Friday, March 20, 2009

DAYTON, OHIO (AP) - Harvey Pitt, former chairman of the U.S. Securities and Exchange Commission, said Friday he believes it could be up to two years before the economy bottoms and then rebounds.

Pitt, who was SEC chairman from 2001 to 2003, spoke during a symposium at the University of Dayton School of Law.

“I think we may go 18 to 24 months before we bottom out,” Pitt said following his talk to law students and others at the symposium. “Let me put it this way: I think there’s a lot more pain we’re all going to experience.”

Pitt said consumers have cut back on spending, which is causing companies to lay off workers. That gives people less money to spend, he said.

“We have to basically break into that, and it’s going to take a long time to get there,” he said.

Pitt said he supports the federal stimulus package, “but money needs to go to people who will spend it, not to businesses who created the problem in the first place.”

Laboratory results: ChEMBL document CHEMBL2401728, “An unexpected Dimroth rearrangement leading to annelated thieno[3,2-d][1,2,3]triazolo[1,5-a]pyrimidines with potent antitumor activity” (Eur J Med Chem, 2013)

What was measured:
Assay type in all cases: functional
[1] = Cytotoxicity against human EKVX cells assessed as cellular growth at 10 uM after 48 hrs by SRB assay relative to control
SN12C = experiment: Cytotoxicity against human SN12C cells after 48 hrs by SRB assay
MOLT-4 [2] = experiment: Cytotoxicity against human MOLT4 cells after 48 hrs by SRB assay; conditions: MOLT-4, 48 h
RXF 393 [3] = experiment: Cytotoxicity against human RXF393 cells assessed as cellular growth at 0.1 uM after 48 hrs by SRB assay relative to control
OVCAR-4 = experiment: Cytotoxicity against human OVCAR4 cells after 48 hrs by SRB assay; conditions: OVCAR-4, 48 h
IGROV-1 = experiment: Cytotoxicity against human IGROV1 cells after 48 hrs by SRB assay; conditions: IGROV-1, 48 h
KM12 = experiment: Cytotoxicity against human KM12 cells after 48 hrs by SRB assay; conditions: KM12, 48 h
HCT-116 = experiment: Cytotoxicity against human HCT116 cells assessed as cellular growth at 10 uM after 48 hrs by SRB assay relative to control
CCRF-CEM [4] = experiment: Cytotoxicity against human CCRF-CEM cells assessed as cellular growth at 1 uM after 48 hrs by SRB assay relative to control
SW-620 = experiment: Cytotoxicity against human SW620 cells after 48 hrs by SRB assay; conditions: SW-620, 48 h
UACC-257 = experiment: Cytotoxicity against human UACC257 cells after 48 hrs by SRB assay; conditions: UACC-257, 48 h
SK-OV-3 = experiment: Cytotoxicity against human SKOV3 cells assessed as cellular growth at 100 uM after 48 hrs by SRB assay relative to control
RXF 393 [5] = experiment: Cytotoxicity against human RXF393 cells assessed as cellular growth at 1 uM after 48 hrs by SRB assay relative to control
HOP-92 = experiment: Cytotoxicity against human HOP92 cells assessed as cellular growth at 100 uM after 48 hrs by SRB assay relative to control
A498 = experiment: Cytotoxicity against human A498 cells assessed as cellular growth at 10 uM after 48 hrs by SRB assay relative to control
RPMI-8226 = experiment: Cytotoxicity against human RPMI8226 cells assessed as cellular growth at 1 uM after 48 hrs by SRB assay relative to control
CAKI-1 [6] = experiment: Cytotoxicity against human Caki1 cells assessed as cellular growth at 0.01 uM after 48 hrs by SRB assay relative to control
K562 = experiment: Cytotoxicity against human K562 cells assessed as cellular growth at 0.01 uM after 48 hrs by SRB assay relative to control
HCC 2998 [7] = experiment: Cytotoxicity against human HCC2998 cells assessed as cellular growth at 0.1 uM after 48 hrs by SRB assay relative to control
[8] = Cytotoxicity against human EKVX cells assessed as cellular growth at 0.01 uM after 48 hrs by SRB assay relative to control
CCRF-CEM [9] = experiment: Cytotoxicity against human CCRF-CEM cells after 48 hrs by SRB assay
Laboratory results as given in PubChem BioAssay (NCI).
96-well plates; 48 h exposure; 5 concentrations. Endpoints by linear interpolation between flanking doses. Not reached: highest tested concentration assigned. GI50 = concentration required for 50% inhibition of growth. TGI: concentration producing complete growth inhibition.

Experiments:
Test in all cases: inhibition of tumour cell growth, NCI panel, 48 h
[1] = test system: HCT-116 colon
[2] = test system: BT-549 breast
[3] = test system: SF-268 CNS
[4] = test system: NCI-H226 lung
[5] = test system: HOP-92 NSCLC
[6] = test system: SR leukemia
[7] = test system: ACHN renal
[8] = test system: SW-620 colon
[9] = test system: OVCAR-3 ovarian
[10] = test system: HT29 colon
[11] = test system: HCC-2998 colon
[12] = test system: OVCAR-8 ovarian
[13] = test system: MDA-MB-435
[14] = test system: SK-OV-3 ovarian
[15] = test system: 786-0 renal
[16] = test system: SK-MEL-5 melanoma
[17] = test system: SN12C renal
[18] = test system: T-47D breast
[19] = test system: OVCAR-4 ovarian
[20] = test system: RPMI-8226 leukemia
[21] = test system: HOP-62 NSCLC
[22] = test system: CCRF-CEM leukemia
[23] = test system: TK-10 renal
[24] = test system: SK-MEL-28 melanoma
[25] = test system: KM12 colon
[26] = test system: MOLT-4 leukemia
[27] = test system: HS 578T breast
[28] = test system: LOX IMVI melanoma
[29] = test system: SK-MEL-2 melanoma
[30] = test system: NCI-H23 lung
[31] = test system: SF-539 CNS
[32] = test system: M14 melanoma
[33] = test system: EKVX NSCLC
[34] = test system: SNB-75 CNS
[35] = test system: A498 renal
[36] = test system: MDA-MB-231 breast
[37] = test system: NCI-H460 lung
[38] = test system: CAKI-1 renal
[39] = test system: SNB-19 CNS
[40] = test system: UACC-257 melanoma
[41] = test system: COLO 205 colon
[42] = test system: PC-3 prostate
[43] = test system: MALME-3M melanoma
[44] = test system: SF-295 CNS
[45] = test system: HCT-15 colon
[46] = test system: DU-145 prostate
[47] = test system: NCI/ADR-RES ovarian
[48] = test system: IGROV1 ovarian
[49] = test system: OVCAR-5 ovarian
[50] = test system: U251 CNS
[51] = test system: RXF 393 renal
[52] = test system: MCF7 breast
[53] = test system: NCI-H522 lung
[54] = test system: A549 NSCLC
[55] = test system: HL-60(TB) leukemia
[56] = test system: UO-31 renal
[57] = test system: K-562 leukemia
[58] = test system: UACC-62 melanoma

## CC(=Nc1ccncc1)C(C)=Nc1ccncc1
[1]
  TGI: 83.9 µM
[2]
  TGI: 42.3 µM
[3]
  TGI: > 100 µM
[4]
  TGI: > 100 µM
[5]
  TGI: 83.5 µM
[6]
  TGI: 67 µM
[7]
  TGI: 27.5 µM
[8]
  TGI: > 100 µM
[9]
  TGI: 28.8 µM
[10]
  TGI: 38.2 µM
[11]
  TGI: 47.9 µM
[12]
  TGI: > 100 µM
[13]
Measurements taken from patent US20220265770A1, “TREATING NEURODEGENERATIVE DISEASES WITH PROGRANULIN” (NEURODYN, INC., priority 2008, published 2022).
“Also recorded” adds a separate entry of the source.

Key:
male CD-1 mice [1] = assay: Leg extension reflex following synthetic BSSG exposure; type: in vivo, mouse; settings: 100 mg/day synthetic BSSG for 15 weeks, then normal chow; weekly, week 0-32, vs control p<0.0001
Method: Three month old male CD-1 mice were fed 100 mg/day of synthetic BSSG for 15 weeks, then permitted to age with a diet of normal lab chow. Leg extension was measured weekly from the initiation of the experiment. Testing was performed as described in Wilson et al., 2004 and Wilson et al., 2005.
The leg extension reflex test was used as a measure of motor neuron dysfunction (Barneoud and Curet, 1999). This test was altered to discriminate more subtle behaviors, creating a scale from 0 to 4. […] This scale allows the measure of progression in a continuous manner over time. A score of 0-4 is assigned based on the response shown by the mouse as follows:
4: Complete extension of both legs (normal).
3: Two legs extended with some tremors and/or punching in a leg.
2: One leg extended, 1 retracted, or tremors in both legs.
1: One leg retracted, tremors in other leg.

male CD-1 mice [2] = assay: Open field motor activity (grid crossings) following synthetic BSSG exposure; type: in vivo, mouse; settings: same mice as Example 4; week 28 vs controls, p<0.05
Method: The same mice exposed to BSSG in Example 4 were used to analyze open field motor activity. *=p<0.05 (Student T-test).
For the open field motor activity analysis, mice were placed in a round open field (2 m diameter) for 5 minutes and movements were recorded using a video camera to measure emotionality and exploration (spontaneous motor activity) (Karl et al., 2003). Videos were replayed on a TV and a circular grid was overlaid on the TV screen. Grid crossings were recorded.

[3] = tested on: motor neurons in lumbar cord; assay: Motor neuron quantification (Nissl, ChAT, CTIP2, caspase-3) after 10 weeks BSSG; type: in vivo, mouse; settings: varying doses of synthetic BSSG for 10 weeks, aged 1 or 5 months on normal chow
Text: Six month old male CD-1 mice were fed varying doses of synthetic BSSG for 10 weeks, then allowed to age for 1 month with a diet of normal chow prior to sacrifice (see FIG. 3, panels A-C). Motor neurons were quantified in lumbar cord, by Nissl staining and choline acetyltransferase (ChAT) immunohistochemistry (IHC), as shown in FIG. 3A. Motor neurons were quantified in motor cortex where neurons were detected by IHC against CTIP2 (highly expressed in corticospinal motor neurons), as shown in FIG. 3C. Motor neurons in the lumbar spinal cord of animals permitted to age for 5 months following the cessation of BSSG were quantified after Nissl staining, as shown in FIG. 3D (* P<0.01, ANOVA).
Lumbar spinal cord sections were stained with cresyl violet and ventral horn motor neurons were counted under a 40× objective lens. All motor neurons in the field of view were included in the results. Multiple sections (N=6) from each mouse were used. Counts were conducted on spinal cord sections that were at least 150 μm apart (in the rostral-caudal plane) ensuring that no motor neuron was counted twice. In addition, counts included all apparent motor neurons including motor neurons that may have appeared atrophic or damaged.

And while Pitt said he is predisposed against bailouts, he feels the bank bailout may have been necessary.

“I would like to see the economy jump-started, and that means to get some of these toxic assets off bank balance sheets and encourage banks to start making capital available,” he said. “I think that will be what is going to be a critical component of recovery.”

Pitt called the Bernard Madoff fraud scandal “tragic.” He said he would have like to have heard the SEC tell the victims: “We’re sorry. We blew this one.”

Madoff, a 70-year-old financier, pleaded guilty last week to perhaps the biggest swindle in Wall Street history.

Pitt said Madoff made it difficult for regulators to detect his actions early on, but that the SEC did receive tips about his activity.

“They had Madoff in their sights and let him get away,” Pitt said. “The system is not foolproof. People are human.”

Pitt said he doesn’t believe the solution is for the victims to sue the SEC.

Pitt said the erosion of the U.S. financial system was caused by national leaders encouraging the expansion of credit and banks being allowed to move liabilities off their balance sheets; the regulatory system that governs capital markets being broken; and an “appalling lack” of transparency in the distribution of securities.

Pitt said the federal government must begin collecting data that measures risk, and the data must be disseminated to the marketplace. In addition, Pitt said, the government must have the authority to redress crises, and the compliance examination and inspection system of the SEC must be restructured to prevent massive fraud.

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